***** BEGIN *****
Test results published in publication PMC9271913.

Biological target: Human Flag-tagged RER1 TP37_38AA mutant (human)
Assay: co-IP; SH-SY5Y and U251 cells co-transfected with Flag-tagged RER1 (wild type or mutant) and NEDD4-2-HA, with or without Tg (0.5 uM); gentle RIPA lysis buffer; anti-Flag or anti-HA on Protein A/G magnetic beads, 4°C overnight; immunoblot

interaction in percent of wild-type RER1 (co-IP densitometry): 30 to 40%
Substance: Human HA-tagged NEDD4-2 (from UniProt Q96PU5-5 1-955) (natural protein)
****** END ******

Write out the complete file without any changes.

Test results published in publication PMC9271913.

Biological target: Human Flag-tagged RER1 TP37_38AA mutant (human)
Assay: co-IP; SH-SY5Y and U251 cells co-transfected with Flag-tagged RER1 (wild type or mutant) and NEDD4-2-HA, with or without Tg (0.5 uM); gentle RIPA lysis buffer; anti-Flag or anti-HA on Protein A/G magnetic beads, 4°C overnight; immunoblot

interaction in percent of wild-type RER1 (co-IP densitometry): 30 to 40%
Substance: Human HA-tagged NEDD4-2 (from UniProt Q96PU5-5 1-955) (natural protein)